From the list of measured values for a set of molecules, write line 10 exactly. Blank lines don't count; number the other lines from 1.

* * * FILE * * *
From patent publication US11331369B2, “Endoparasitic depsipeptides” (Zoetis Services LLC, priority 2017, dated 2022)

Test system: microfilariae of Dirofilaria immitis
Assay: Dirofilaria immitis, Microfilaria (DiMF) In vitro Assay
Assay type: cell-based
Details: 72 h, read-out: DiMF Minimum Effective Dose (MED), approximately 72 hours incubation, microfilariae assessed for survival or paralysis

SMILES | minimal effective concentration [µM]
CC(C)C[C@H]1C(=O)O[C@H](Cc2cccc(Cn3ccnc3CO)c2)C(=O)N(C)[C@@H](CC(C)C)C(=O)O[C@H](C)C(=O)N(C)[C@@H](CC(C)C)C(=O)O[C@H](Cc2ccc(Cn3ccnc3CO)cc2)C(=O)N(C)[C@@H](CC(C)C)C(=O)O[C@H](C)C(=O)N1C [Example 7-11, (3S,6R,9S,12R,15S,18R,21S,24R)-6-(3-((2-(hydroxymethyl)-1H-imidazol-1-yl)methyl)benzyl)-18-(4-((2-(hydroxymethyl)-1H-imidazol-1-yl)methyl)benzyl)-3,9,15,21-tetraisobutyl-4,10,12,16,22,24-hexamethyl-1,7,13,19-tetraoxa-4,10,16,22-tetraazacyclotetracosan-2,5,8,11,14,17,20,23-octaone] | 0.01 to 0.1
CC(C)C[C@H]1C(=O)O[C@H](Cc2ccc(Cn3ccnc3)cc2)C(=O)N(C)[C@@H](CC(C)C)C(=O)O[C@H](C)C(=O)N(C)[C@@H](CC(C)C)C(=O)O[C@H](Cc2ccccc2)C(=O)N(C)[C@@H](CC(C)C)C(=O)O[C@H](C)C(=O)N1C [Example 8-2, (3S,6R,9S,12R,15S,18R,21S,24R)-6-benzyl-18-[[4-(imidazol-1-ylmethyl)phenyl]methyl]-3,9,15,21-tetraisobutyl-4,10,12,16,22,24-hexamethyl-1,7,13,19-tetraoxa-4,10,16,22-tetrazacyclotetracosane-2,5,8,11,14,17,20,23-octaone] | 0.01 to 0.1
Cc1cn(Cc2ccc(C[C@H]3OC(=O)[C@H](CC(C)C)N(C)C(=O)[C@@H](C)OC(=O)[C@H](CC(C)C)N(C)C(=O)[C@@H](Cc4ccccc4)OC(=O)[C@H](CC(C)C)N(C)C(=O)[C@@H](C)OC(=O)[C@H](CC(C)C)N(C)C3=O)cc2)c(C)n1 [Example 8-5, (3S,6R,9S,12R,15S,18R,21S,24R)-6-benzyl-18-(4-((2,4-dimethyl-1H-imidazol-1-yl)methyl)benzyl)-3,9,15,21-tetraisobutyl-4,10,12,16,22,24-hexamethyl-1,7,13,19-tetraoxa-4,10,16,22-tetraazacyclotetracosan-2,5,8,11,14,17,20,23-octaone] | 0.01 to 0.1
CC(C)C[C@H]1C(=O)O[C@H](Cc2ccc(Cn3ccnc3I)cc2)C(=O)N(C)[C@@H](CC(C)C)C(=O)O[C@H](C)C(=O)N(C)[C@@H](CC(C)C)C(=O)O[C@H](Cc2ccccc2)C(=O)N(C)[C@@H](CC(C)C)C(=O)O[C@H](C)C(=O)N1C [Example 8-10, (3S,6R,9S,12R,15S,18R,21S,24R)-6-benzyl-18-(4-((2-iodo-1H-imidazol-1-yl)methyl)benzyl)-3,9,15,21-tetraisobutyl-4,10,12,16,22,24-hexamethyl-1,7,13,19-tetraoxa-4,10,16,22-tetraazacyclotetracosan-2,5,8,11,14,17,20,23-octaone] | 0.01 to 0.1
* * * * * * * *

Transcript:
CC(C)C[C@H]1C(=O)O[C@H](Cc2ccc(Cn3ccnc3I)cc2)C(=O)N(C)[C@@H](CC(C)C)C(=O)O[C@H](C)C(=O)N(C)[C@@H](CC(C)C)C(=O)O[C@H](Cc2ccccc2)C(=O)N(C)[C@@H](CC(C)C)C(=O)O[C@H](C)C(=O)N1C [Example 8-10, (3S,6R,9S,12R,15S,18R,21S,24R)-6-benzyl-18-(4-((2-iodo-1H-imidazol-1-yl)methyl)benzyl)-3,9,15,21-tetraisobutyl-4,10,12,16,22,24-hexamethyl-1,7,13,19-tetraoxa-4,10,16,22-tetraazacyclotetracosan-2,5,8,11,14,17,20,23-octaone] | 0.01 to 0.1